If you’re in business, you likely have a nightmarish story (or two) of a well-intended initiative that spiraled into a massive, years-long project with no end in sight. Progress slowed to a snail’s pace, morale dipped dangerously low, and employees began dropping off like flies. What happened?
I often tell young executives, “Stop trying to solve world hunger.” We won’t solve world hunger tomorrow, and we certainly won’t do it alone. It’s the same in business—big dreams and long-term goals are crucial to our success, but they can also hold us back when we become too fixated on goals that are years away from coming to fruition. Instead, we need to focus on quick wins that allow us to accumulate momentum, propelling us into the future and sustaining our team throughout the years of hard work.
FLEXIBILITY BREEDS INNOVATION
When we’re too fixated on the future, we may look up after a few months and find that the business landscape has changed entirely and our product is no longer relevant. By focusing on small wins, we stay flexible, enabling our business to adapt to the many changes and disruptions that will inevitably occur.
My company has recently been working on a brand new ordering capability. In the process, one of our clients provided the feedback that they needed our system to provide more visibility into the lifecycle of an order. This request was a direct result of COVID; facing supply chain issues and labor shortages, it has become critically important for our clients to have eyes on each step of the ordering process. We heard this feedback, recognized our old assumptions were no longer valid, and adapted accordingly. It took time and effort to resequence the features we had already created, but the changes ultimately resulted in a better product for our clients that truly responds to the demands of the moment. If we had stayed rigid and attached to our original plan, we wouldn’t have been open to this change, and our clients and business would have suffered.
We never know when business conditions, client requirements, or even our company will change. When we prioritize short-term wins, we allow our business to stay flexible, and such flexibility breeds innovation. Do not become so fixated on your original goal that you lose the opportunity to take advantage of what’s right in front of you as it’s evolving and unfolding—even if it’s not what you originally planned. Ultimately, you may create an even better outcome than you could have imagined.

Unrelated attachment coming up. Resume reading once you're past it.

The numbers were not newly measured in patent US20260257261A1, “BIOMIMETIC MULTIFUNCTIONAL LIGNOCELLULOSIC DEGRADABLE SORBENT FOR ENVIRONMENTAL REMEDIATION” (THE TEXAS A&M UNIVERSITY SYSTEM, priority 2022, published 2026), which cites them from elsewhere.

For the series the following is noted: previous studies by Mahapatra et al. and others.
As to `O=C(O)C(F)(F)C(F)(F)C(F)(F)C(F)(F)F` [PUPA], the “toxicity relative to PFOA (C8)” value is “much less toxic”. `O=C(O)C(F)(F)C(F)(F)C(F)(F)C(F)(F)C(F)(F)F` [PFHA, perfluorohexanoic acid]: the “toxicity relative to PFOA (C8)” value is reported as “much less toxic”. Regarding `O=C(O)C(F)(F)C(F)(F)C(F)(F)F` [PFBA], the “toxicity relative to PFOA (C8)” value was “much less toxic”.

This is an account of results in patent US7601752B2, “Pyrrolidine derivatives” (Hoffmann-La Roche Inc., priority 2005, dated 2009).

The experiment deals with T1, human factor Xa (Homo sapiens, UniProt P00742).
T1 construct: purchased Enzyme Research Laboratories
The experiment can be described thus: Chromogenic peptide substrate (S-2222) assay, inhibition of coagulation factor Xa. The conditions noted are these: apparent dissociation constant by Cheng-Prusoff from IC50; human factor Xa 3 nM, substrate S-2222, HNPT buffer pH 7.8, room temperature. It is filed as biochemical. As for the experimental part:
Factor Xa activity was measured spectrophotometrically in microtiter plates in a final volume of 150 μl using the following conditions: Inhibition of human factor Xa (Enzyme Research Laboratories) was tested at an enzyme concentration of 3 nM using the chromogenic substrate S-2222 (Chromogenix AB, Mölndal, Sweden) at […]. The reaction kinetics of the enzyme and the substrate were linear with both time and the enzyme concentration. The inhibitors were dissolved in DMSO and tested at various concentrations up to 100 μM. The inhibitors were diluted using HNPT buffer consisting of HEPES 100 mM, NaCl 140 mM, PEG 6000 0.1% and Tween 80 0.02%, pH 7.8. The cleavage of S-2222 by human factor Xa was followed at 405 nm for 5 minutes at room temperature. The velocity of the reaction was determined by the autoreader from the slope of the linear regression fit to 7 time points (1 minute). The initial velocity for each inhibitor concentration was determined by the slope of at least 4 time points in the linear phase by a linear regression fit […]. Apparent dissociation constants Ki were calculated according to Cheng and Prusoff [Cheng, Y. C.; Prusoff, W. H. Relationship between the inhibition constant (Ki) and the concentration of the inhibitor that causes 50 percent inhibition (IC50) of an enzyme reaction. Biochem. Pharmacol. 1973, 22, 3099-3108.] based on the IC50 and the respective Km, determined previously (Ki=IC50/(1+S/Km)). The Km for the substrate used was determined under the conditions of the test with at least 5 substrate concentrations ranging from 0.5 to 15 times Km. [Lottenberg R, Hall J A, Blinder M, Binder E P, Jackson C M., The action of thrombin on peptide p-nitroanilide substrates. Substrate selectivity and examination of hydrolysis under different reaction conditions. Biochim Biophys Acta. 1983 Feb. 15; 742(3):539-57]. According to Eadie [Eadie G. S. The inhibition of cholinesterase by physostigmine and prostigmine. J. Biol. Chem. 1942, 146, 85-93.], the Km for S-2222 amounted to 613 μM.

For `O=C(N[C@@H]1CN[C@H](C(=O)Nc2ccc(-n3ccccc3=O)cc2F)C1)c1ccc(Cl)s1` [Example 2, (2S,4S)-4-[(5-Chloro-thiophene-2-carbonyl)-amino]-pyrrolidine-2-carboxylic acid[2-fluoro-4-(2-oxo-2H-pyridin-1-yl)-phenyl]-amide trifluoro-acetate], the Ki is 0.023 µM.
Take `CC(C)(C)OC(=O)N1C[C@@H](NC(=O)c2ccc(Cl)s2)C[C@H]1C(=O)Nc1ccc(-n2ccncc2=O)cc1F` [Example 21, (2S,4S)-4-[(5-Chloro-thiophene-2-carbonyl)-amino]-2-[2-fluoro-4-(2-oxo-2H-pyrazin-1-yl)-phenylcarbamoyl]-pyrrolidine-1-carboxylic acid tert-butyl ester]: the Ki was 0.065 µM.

QUICK WINS IN PRACTICE
When you focus on smaller-scale innovation instead of getting lost in large, high-level ideas, your day-to-day tasks become more manageable and your goals more attainable. You’re better able to focus on the work in front of you because the end is clearly in sight—it’s no longer an un-imaginable and nebulous goal attached to years of effort with little reward.
So what does a small-wins approach to business look like in practice?
In planning out your business goals, begin with a one- to three-year plan and build in check-ins every six months to refresh based on the changing needs of the business. This keeps your plans relevant to business conditions while holding you and your team accountable for your progress. Once your future vision for the next one to three years is determined, you can break your time down into even smaller increments. Prioritize projects you can release within three- to five-month time frames. Of course, not every project may release this quickly, but if you can set your business up to release every quarter (as opposed to waiting up to a year), your momentum and your business will grow.
If the past few years have taught us anything, it’s that none of us can predict what is around the bend. By breaking down our time, plans, and goals into smaller increments, we allow ourselves to make plans for the future while staying in touch with reality.
CELEBRATE THE LITTLE THINGS
Small wins keep our business moving forward and encourage our employees’ growth. Small wins boost morale, but only if every success, no matter how big or small, is celebrated. If employees can see the future reward for their work, they’re willing to do the work necessary to make that reward happen.
Celebrating quick wins builds confidence, momentum, and employee loyalty. When employees are hitting their milestones and repeatedly reaping the rewards of their hard work, they will feel accomplished and motivated to continue showing up as their best selves every day. Furthermore, moods are contagious, and a positive, inspiring work environment will spread throughout the office and beyond, creating a space where everyone wants to work.
On the flip side, be careful not to beat yourself up for the ideas and plans that don’t work. The beauty of focusing on short-term wins is that it gives you the freedom to iterate and try new things without long-term pressure. Failure is an inevitable part of the world in which we live—what is essential is that we stay agile, celebrate our achievements, big and small, and then quickly move on to the next goal in front of us.
It may sound counter-intuitive, but quick wins are the key to long-term success. Of course, these quick wins need to align with our broader vision, but each quick win we accumulate adds another stepping stone on the path to our final destination. They fuel the long road ahead, re-igniting our passion and re-affirming (or re-directing) our vision.
The quick wins may not be as flashy or cause any press releases, but they are just as—if not more—important as statement-making successes. The old cliche is a cliche for a reason: the only constant in life is change. We cannot know what our future holds. All we can do is focus on what’s in front of us, identify the next goal we can attain, and celebrate every single win we achieve along the way.
Jeanine L. Charlton serves as Senior Vice President & Chief Technology & Digital Officer at Merchants Fleet.